This article was originally written in 2013 and applies to a fairly old model of the WD Mybook Live. The procedure here may well not work for you, please just use it for ideas. Also, check the comments as a lot of other people have tips!
When the WD Mybook Live 3TB NAS was released, I went out and bought one and promptly put all my stuff on it. I have never kept anything *really* important on there as I didn’t have anything to back up all that data on to. Anyway, the NAS was destroyed in a thunderstorm one day but fortunately the hard disk still worked. Unfortunately the way WD formats these NAS hard disks is very strange indeed. Normal means of recovering data from them don’t work. Scouring google for tips on how to get your data back results in nothing useful.
I tried various hard disk enclosures.. these have no chance as they all pretty much only support up to 2TB disks. I tried various ext2/ext3 windows drivers.. no good. I tried linux machines with custom built kernels.. also no good.
There are basically three problems:
- The hard disk is big, USB enclosures hate that
- The hard disk uses a (new) GTP partitioning scheme, older versions of Linux will struggle.
- The hard disk ext4 partition (the one with all your data on) is formatted using 64kb sectors. This is the biggest hurdle as your PC running linux will not be able to mount it!
To recover your data:
A rough understanding of Linux is useful. In short you’re going to need to get the hard disk out of the NAS enclosure, stick it into a PC running a recent(ish) version of Linux and mount the partition using fuseext2. The trick to being able to mount the 64k sector disk is to avoid directly mounting it using the most excellent fuseext2 package. You’ll also need somewhere to put the recovered files – maybe another WD NAS? Maybe not 🙂
Step by step:
- I recommend getting an old PC (with sata ports inside) and an old hard disk for installing Xubuntu (no need for ‘heavy’ Ubuntu) on. Don’t plug in your WD hard disk yet, you don’t want to accidentally format it!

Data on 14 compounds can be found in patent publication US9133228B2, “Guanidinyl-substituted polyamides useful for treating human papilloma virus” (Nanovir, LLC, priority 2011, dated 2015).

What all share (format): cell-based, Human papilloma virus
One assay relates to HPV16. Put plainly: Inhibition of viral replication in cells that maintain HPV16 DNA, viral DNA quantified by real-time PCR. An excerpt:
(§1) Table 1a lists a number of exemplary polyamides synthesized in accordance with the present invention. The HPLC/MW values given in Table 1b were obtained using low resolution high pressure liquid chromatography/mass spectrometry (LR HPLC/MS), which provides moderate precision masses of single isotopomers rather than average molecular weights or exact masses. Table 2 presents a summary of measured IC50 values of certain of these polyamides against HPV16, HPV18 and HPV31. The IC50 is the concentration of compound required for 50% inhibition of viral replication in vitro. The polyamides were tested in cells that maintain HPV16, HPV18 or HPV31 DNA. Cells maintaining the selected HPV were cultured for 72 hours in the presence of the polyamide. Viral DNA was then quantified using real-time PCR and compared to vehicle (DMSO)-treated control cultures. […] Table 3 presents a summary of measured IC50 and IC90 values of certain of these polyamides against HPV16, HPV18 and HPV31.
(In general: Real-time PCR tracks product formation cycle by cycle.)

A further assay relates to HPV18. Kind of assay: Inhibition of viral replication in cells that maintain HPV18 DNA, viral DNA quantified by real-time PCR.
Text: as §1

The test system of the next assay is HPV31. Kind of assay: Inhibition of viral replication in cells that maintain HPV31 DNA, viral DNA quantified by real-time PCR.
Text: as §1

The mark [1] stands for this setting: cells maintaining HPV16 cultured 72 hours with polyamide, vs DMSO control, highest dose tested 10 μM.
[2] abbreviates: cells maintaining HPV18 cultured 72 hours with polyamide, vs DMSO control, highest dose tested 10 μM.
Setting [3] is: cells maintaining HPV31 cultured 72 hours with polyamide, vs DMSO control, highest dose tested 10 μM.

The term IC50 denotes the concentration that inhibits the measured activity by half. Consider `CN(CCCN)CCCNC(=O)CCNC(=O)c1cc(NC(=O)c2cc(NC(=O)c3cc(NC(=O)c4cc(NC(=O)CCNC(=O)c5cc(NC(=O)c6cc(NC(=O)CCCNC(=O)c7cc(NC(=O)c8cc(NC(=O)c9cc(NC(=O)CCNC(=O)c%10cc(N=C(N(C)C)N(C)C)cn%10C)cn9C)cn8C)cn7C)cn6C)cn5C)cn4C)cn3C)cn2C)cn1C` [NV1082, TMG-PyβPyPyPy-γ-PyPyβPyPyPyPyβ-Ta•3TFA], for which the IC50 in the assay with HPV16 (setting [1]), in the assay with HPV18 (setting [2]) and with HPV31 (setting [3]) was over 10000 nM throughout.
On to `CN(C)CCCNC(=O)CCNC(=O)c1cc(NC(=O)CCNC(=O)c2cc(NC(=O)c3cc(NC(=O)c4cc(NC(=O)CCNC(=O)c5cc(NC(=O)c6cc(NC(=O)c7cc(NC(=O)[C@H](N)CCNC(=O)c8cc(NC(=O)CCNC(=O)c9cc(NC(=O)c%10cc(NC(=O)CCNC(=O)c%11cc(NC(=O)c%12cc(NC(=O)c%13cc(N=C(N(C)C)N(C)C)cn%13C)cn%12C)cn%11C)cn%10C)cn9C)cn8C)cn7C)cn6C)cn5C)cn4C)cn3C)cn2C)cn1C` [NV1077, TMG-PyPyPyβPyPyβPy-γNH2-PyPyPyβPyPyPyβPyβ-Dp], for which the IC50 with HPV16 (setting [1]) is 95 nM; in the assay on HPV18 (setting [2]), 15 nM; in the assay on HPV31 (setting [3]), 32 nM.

- Once you’ve installed xubuntu or whatever you’re using, turn off the machine and plug in the WD hard disk. Boot it back up again.
- Start a terminal and type:
sudo apt-get install fuseext2 parted
sudo parted -l
- The parted -l command will show you hard disks and partitions labelled /dev/sd.. something. You will see both the hard disk you installed linux on and the WD hard disk. The WD one will have a label such as: Model: ATA WDC WD30EZRS-11J (scsi), have a look down the list of partitions for the big ext4 one, like this:
4 4624MB 3001GB 2996GB ext4 primary
Make a note of the disk (/dev/sdb) displayed underneath the hard disk model, and the partition number (in my case number 4). The path to the partiton for me is /dev/sdb4 (it may be different for you).
- Now you’re ready to mount the disk. To make life easier for you non-terminal types, I’ve provided instructions on mounting it in your home directory:
sudo mkdir -p ~/WD
sudo fuseext2 -o ro -o sync_read /dev/sdb4 ~/WD
You may hit various hurdles along the way. I’m not entirely sure if older PCs can support really big hard disks. If you’re using an earlier mybook world or something I believe they used XFS and software raid partitions which this blog post isn’t really about.
Remember, always back up anything you care about!
Please let me know if you found this useful, and link to it so it helps others stuck in the same situation!!